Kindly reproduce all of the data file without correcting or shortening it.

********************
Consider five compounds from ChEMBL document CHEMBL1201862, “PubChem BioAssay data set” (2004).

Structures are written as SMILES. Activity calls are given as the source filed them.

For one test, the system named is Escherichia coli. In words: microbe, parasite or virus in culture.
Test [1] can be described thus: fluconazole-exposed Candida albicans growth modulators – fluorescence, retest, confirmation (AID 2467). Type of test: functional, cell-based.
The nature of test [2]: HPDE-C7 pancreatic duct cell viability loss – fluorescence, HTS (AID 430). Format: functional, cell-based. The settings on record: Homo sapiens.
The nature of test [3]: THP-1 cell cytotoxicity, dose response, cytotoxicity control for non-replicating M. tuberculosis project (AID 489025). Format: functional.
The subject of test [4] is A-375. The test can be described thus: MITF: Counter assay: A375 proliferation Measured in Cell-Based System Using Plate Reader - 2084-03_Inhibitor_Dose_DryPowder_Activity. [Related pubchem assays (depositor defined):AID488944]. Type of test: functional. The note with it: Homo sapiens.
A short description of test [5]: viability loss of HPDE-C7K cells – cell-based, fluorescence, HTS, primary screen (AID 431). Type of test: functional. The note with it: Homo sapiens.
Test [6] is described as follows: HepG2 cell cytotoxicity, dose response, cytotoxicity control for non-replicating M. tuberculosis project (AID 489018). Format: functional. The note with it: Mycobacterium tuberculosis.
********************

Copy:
Consider five compounds from ChEMBL document CHEMBL1201862, “PubChem BioAssay data set” (2004).

Structures are written as SMILES. Activity calls are given as the source filed them.

For one test, the system named is Escherichia coli. In words: microbe, parasite or virus in culture.
Test [1] can be described thus: fluconazole-exposed Candida albicans growth modulators – fluorescence, retest, confirmation (AID 2467). Type of test: functional, cell-based.
The nature of test [2]: HPDE-C7 pancreatic duct cell viability loss – fluorescence, HTS (AID 430). Format: functional, cell-based. The settings on record: Homo sapiens.
The nature of test [3]: THP-1 cell cytotoxicity, dose response, cytotoxicity control for non-replicating M. tuberculosis project (AID 489025). Format: functional.
The subject of test [4] is A-375. The test can be described thus: MITF: Counter assay: A375 proliferation Measured in Cell-Based System Using Plate Reader - 2084-03_Inhibitor_Dose_DryPowder_Activity. [Related pubchem assays (depositor defined):AID488944]. Type of test: functional. The note with it: Homo sapiens.
A short description of test [5]: viability loss of HPDE-C7K cells – cell-based, fluorescence, HTS, primary screen (AID 431). Type of test: functional. The note with it: Homo sapiens.
Test [6] is described as follows: HepG2 cell cytotoxicity, dose response, cytotoxicity control for non-replicating M. tuberculosis project (AID 489018). Format: functional. The note with it: Mycobacterium tuberculosis.